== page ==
It’s leaf-clearing season in much of the United States, and nothing beats a good rake in terms of completing this chore with minimal noise, air pollution and cost. Raking also counts as exercise. But not all rakes are created equal. “Different rakes serve different purposes, and some perform unique tasks,” says Kim Roman, who runs Square Foot Gardening 4 U, a business that teaches small-space vegetable-gardening methods.

To clear leaves off a lawn, for example, you need a lawn rake, which has long, thin, flexible tines spread in a fan shape, Roman says. A bow rake, which has short, sturdy tines in a straight line, works for removing weeds, leveling soil or spreading mulch. Adjustable lawn rakes can be made narrow to get under bushes. There are also potato hoes that can be used as rakes, landscape rakes and even functional child-size rakes for your favorite little helpers.

Once settled on a type of rake, test the weight of a few options.

“You’re moving heavy stuff. There’s no reason the rake should be heavy, too,” says Daryl Beyers, author of “The New Gardener’s Handbook.”

Beyers prefers rakes with fiberglass or wooden handles for their durability. Aluminum handles are light but might not last as long, he says. Steer clear of plastic rakes. “They’re usually not of good quality and may break easily,” Roman says. And don’t worry about ergonomic handles or anything “extra.” It’s easy enough to add foam-pipe insulation around the handle for comfort, an idea Roman borrowed from her friend Toni Gattone, a master gardener.

We asked Roman, Beyers and Coleman Cosby, owner of Coleman Cosby Landscape Design and project manager at online landscape design company Yardzen, to share their favorite rakes for any job. Here are their picks.


1. Lawn rakes

For a big yard with a lot of leaves, consider the heavy-duty Bully Tools lawn and leaf rake (, says Roman, author of “How to Garden Indoors & Grow Your Own Food Year Round.” With its fiberglass handle and 30-inch-wide rake head, “it’s a serious rake for a serious yard,” she says. Pro tip: Old, mulched-up leaves make excellent fertilizer. Get most of the leaves off the lawn with your rake, then run over the rest with your mower to help them decompose.

Wood rakes have “a good feel,” Cosby says, “and are very durable as long as they are not exposed to moisture for long periods.” (Roman suggests pulling leaves and debris off all rakes after each use, drying the tools with a cloth and hanging them up with the tines facing the wall to protect them and to prevent long poles from toppling onto people.) Sneeboer’s leaf rake ($74-$89, has a lifetime guarantee. It’s available in small (6 inches wide) and large (14.5 inches wide), and it has stainless-steel tines and an ash handle. The larger size is useful for lawns; the small size can reach under bushes in garden beds.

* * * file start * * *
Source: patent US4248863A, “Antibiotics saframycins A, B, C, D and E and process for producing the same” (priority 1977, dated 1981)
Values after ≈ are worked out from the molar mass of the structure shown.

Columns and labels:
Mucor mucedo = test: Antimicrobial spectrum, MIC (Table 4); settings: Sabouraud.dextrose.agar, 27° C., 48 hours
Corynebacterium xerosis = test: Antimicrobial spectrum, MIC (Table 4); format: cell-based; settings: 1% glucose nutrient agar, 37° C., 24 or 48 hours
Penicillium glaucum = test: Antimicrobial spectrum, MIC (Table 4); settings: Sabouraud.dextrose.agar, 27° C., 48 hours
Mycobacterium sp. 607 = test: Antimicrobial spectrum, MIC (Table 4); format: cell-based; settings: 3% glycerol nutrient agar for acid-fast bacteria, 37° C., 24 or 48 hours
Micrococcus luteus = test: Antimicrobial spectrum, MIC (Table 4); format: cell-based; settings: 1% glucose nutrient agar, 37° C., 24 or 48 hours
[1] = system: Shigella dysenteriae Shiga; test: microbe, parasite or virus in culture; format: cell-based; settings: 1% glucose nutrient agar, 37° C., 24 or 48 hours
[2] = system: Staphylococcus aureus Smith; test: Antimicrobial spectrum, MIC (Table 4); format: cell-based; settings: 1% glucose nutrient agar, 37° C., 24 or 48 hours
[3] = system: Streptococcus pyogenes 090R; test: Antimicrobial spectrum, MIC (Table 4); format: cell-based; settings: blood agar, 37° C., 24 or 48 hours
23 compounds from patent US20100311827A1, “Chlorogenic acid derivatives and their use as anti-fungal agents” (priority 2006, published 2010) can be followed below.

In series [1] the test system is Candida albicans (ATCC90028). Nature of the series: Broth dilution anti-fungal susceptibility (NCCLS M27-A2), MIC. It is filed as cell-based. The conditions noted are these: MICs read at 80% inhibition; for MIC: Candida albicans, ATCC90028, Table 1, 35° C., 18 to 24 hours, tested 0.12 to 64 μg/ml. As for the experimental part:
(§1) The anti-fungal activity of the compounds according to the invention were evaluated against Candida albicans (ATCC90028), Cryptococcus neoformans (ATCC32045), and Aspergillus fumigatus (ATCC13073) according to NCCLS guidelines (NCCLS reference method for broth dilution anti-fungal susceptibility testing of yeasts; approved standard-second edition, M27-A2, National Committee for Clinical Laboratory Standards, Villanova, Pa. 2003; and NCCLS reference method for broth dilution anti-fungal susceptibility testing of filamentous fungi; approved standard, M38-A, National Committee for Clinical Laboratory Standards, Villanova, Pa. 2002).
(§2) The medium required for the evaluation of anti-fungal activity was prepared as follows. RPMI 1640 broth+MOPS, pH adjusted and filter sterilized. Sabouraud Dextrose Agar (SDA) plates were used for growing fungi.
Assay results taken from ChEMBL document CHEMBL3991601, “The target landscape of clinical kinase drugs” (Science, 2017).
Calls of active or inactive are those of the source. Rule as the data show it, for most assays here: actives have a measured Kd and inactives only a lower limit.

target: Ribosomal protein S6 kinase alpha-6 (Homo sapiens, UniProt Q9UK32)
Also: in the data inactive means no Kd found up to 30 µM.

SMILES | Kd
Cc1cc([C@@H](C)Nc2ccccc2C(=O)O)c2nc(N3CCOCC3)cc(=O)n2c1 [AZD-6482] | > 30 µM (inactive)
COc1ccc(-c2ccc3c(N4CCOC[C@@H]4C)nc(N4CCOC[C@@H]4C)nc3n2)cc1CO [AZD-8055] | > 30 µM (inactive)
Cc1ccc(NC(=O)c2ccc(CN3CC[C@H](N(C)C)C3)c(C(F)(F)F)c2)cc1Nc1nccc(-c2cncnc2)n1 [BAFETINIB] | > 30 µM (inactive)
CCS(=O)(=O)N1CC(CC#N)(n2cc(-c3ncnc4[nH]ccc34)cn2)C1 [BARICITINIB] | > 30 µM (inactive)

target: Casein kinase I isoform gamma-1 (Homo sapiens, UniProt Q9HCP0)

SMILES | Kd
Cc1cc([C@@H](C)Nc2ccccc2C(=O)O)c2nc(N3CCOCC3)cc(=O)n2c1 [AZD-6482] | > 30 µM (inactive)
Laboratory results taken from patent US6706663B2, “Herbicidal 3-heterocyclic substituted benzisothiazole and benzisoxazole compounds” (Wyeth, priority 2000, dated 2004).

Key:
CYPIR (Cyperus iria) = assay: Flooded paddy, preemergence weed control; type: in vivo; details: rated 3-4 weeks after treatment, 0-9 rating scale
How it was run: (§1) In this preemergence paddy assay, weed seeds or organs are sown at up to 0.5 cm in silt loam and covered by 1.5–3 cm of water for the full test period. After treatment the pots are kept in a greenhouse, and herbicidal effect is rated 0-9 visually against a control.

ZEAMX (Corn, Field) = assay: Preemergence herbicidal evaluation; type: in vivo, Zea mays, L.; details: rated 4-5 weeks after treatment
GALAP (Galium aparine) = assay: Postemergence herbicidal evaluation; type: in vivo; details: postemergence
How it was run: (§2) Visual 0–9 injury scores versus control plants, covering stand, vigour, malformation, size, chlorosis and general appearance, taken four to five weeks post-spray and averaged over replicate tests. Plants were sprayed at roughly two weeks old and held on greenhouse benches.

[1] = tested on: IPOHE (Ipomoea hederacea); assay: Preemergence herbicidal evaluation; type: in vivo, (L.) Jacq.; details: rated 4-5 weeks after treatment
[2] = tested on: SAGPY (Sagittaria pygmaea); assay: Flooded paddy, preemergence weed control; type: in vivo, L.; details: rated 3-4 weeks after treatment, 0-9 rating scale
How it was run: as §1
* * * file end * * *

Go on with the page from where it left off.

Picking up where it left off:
Or, instead of having two sizes for different jobs, try an adjustable rake, Roman says. “Since I tend to multitask, I like tools that do the same.” Bond’s steel rake adjusts between seven and 25 inches, so if she’s raking the lawn and notices leaves under a bush, she can make it smaller to fit the tighter space (

2. Bow rakes

Bow rakes are useful for clearing objects heavier than leaves. They can smooth soil, break up dirt, grade soil and gravel, and move rocks. The Fiskars pro rake ($63.43, is a good lightweight aluminum choice, according to Cosby and Roman.

“The tines can comb out larger debris [from] the soil, and I use the straight edge of the back of the rake to smooth” out grading or decomposed granite, Cosby says.

3. Landscape rakes

Slightly tougher and wider than a bow rake, a landscape rake can smooth out large areas of dirt and bigger gravel, such as when cleaning up a rock path or driveway, Beyers says. The Leonard landscape rake ($59.99, has an ash handle with a steel tube welded to the tine section. It can also be used to push, gather, backfill, cultivate and break up soil.

4. Potato hoes

A garden hoe can double as a tool for cultivating soil and removing weeds. Technically, the Ames four-tine forged cultivator ($24.98, is made for digging up potatoes or into hard, rocky soil. But Beyers, who is also the gardening certificate program coordinator at the New York Botanical Garden, uses it “for scratching the soil [and] getting it ready for seeding.” It’s also perfect for getting into tight spots or spreading mulch.

5. For kids

Children often enjoy helping with yard tasks, but they might have trouble managing full-size tools. Roman likes the rake in Fiskars’ kids’ cleanup set ($21.99, It’s sturdy, with a lightweight aluminum handle that’s perfect for little hands, and “will serve your children well until they’re ready for adult-sized tools,” says Roman, who enjoys gardening with her grandchildren.